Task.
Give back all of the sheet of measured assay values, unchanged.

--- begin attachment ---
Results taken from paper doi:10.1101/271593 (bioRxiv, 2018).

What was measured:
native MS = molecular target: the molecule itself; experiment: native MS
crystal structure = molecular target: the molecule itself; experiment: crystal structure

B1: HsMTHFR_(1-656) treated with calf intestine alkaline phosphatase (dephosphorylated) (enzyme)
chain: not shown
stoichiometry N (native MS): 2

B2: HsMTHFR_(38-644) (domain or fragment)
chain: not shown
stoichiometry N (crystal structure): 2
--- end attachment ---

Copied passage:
Results taken from paper doi:10.1101/271593 (bioRxiv, 2018).

What was measured:
native MS = molecular target: the molecule itself; experiment: native MS
crystal structure = molecular target: the molecule itself; experiment: crystal structure

B1: HsMTHFR_(1-656) treated with calf intestine alkaline phosphatase (dephosphorylated) (enzyme)
chain: not shown
stoichiometry N (native MS): 2

B2: HsMTHFR_(38-644) (domain or fragment)
chain: not shown
stoichiometry N (crystal structure): 2